AP World History- Must Know Vocabulary

Agricultural Revolution
A term that refers to the changeover from food gathering to food production that occurred between ca. 8000 and 2000 B.C.E. (Neolithic Revolution)
Neolithic Revolution
A term that refers to the changeover from food gathering to food production that occurred between ca. 8000 and 2000 B.C.E. (Agricultural Revolution)
Aristocracy
The highest class in certain societies, especially those holding hereditary titles or offices
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Barbarian
A member of a community or tribe not belonging to one of the great civilizations (Greek, Roman, Christian) in ancient times
Brahmins
Brahmin refers to an individual belonging to the Hindu priest, artists, teachers, technicians class and also to an individual belonging to the Brahmin tribe/caste into which an individual is born; while the word Brahma refers to the creative aspect of the universal consciousness or God
Bureaucracy
A system of government in which most of the important decisions are made by state officials rather than by elected representatives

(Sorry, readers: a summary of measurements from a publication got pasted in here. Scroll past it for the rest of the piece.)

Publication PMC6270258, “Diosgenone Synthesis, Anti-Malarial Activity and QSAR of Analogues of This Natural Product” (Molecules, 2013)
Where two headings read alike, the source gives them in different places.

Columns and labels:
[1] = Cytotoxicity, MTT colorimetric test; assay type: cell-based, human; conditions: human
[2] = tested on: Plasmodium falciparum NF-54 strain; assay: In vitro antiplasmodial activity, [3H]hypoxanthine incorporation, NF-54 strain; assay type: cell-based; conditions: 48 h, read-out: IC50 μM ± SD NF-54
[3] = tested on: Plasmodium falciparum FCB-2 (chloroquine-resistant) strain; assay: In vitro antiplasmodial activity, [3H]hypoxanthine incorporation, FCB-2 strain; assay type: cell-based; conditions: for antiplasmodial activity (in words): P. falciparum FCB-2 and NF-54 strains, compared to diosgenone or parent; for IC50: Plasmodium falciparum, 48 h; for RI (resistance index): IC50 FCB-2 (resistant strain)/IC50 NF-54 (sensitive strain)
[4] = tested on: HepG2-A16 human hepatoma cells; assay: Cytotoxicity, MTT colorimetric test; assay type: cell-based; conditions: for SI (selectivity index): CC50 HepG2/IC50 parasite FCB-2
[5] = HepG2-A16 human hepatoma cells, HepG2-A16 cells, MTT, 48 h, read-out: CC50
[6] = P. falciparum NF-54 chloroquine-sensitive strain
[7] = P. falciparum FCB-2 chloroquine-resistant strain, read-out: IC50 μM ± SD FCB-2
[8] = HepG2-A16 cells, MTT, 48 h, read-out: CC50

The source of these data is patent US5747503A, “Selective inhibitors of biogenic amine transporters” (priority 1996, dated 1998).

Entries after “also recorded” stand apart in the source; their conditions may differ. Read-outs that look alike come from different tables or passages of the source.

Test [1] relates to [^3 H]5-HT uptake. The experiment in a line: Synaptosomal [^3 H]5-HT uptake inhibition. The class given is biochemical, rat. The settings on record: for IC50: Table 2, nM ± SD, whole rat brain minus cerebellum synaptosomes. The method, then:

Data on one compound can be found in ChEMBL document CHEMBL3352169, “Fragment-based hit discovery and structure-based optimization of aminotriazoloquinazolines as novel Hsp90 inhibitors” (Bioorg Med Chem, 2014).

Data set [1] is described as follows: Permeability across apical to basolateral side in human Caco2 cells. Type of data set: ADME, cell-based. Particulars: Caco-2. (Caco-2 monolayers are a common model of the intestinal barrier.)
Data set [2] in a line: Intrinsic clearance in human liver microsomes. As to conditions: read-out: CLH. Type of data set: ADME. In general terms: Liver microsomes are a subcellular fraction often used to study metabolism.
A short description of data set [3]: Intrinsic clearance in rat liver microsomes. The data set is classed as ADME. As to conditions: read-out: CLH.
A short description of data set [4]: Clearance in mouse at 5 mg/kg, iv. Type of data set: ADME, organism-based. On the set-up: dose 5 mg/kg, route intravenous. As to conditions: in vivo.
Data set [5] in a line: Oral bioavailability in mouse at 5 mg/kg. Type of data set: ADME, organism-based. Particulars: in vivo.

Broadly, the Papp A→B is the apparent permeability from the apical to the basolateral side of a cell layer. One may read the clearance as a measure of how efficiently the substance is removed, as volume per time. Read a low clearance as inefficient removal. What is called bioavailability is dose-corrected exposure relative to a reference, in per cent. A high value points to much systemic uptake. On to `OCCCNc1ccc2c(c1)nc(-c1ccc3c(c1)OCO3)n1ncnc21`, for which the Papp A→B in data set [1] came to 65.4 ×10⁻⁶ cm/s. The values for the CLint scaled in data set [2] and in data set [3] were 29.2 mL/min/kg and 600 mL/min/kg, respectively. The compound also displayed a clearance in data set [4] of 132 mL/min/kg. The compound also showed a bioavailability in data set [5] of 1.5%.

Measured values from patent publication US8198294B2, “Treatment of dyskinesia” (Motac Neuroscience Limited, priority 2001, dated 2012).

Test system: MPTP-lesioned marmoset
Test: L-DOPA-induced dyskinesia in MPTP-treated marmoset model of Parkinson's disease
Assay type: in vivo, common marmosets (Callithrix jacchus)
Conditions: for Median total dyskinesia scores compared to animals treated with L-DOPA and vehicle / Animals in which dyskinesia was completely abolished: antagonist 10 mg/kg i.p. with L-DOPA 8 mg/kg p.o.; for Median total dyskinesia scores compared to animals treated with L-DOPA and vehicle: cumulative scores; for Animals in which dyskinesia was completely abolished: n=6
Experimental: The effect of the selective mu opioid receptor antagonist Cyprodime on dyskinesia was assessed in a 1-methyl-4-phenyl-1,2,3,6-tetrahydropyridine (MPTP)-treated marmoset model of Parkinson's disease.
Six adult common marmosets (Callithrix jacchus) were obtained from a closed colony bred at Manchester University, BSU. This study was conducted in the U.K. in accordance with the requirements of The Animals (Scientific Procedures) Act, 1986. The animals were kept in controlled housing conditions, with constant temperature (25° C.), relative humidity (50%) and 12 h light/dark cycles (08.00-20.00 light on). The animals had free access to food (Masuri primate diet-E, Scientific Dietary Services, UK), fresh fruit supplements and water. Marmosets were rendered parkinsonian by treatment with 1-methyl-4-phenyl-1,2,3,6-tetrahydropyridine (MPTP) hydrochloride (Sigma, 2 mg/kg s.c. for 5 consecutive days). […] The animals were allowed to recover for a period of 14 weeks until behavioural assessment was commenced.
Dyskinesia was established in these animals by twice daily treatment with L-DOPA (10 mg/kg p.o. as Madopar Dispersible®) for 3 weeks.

City
A large, urbanized town usually characterized by many commercial buildings and residential dwellings
Village
A group of houses and associated buildings, larger than a hamlet and smaller than a town, situated in a rural area, usually a self-contained district or community within a town or city, regarded as having features characteristic of rural lifestyles
Civilization
A term that refers to mostly complex societies, but it can also mean a society that shares a set of cultural traits(advanced society)
Complex Institutions
An institution is any structure that is used to govern the behavior of people around it. A complex institution is one that affects the people in more than one way and may have various functions (government)
Currency
A system of money in general use in a particular country
Deity
A god or goddess in a polytheistic religion, usually of divine status, quality, or nature. Sometimes regarded as the creator and supreme being in monotheistic religions, such as Christianity
Democracy
A system of government by the whole population or all the eligible members of a state, typically through elected representatives